I sympathize with his depression, because I too, suffer from depression. Mine is nowhere as debilitating as my brothers was. I have not ever gotten to the point of wanting to commit suicide, but I understand firsthand how thoughts can be stripping of your mental status. How they can further your mental status in either a good or bad way. I too, have felt not worthy & not good enough. That is also why I chose to forgive him.
“That is also why I chose to forgive him.”
These thoughts can sometimes take over your entire existence. Sometimes fighting those thoughts leave you weak, & tired. Sometimes they make you feel like you have nowhere to turn or no other options. I forgave myself also for not being able to fight more for him, nor help, someone who was unable or past the point of being able to help himself.
My brother’s death and my depression are something I still struggle with. Unfortunately, I had my own battle’s before my brother took his life, but I’m trying to break through that cycle of feeling “less than”. I am in the process of continuing to think positively. I continue to tell myself “I can do this, look what I’ve been through already and I’m still here.”
“I can do this, look what I’ve been through already and I’m still here.”
Daily, I remind myself of things I’ve done in the past. Not only things I’ve gone through, but things I was strong enough, good enough & capable enough of doing. Even the small things, which on some days are the big things, like: I got out of bed today, got dressed, paid my bills, did a load of laundry, and so on.
Other days, I can say: I started school again, I gave my daughter a graduation party with mostly handmade decorations, hand sewn graduation bottle caps, gowns and handmade photo boards. Or even; I challenged a bully back in 6th grade to a swimming race when I had everything stacked against me, and won. I am now writing a book about my brother’s suicide and how it affected me for the entire world to see. They will view my rawness, nakedness and vulnerability, or simply I cleaned most of the house today.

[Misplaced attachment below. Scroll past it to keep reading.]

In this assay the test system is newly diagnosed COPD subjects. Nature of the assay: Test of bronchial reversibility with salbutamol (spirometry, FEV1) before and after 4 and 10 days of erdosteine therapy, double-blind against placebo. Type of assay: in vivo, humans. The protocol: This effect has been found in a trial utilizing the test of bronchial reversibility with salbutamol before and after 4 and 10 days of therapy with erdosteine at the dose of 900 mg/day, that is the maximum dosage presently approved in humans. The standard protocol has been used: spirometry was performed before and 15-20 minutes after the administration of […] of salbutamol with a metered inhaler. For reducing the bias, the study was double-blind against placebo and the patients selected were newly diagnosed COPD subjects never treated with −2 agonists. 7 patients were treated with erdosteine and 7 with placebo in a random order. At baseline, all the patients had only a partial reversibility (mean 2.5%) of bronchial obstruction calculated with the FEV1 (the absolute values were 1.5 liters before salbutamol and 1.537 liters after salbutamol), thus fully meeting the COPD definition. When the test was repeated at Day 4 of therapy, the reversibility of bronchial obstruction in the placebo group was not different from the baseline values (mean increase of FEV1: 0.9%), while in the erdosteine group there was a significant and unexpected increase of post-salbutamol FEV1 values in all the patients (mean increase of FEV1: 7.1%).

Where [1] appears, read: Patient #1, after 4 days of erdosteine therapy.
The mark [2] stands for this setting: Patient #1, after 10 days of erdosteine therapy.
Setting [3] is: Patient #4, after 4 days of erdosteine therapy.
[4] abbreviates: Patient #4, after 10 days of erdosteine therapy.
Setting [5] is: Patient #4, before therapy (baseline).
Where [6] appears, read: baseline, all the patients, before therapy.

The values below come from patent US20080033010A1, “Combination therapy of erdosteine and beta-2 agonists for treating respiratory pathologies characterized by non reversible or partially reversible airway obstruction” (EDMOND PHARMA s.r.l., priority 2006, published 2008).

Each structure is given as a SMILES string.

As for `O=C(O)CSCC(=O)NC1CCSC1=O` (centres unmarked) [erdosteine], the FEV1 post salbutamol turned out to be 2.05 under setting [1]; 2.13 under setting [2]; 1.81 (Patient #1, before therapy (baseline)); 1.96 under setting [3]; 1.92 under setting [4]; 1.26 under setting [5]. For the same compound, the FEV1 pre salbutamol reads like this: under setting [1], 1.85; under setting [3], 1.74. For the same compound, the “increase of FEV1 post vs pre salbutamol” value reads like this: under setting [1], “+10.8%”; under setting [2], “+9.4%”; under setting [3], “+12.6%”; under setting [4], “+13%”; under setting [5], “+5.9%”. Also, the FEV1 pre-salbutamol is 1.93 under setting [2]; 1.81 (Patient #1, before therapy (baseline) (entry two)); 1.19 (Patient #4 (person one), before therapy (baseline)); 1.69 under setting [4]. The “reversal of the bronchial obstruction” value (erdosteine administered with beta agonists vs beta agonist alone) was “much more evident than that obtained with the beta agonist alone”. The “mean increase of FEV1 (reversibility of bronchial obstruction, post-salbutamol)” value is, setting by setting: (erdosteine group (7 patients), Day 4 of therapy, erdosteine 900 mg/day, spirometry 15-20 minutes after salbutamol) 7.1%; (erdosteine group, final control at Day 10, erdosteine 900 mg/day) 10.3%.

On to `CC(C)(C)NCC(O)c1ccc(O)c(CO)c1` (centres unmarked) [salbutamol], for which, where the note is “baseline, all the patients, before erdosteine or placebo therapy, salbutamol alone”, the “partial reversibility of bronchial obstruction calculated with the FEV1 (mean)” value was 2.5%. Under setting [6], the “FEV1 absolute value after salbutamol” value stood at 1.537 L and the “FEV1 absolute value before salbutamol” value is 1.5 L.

“Whatever it is, big or small, whether it’s something you did or something you got through, it is a part of you.”
Whatever it is, big or small, whether it’s something you did or something you got through, it is a part of you. It’s something that makes you unique, something that makes you stronger in the long run. Thoughts can suspend you in bed for months, or they also can get you out of bed, dressed and able to face the day! This is your choice.
I started writing a journal about my brothers’ suicide and later decided to turn my raw thoughts into a book. I called it ‘I Forgive You’. My purpose of writing this book is to help others be able to cope with their pain from seeing the pain I was going through. I have yet to finish my book, but am still pushing to finish it and get it published.
“Writing for me, became and continues to be, my therapy.”
Writing for me, became and continues to be, my therapy. As I wrote in my book “(writing my book)…It was my therapy, my teddy bear, my best friend and my bartender all in one.” I had it all in one place at any given time that I needed it. It helped me grieve, cope, deal, de-stress, cry out, remember and be grateful for what I still had. I needed to find forgiveness towards my brother, his actions, and for myself for not doing more before that night. I found forgiveness through my writing. I wrote about him, to him and the absence of him.
Through writing in my book, I realized we need to stick together as a family. Whatever we were feeling, it was okay. It left myself and my entire family motionless, speechless, heartbroken and lost, to say the least. For a long time, I found myself dying too.
“For a long time, I found myself dying too.”